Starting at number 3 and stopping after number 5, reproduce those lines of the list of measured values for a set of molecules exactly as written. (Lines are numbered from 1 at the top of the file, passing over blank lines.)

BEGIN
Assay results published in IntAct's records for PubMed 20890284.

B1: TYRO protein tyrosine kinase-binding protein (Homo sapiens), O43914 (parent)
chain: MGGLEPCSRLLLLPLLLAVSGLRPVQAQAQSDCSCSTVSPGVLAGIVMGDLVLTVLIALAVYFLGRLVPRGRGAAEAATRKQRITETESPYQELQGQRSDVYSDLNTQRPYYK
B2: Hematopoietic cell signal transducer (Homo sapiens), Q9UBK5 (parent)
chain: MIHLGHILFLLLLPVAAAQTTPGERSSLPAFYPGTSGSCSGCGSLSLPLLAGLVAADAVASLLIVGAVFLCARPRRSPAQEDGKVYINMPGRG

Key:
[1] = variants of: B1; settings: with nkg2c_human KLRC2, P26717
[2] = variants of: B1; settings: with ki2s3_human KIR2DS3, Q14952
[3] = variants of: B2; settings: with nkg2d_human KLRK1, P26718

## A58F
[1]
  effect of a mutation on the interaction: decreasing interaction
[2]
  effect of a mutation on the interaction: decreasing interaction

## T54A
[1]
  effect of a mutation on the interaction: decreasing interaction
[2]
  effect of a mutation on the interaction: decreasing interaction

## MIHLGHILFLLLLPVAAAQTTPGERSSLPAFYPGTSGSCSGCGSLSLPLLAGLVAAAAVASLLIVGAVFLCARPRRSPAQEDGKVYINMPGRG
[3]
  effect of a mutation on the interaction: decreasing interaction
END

chain: MGGLEPCSRLLLLPLLLAVSGLRPVQAQAQSDCSCSTVSPGVLAGIVMGDLVLTVLIALAVYFLGRLVPRGRGAAEAATRKQRITETESPYQELQGQRSDVYSDLNTQRPYYK
B2: Hematopoietic cell signal transducer (Homo sapiens), Q9UBK5 (parent)
chain: MIHLGHILFLLLLPVAAAQTTPGERSSLPAFYPGTSGSCSGCGSLSLPLLAGLVAADAVASLLIVGAVFLCARPRRSPAQEDGKVYINMPGRG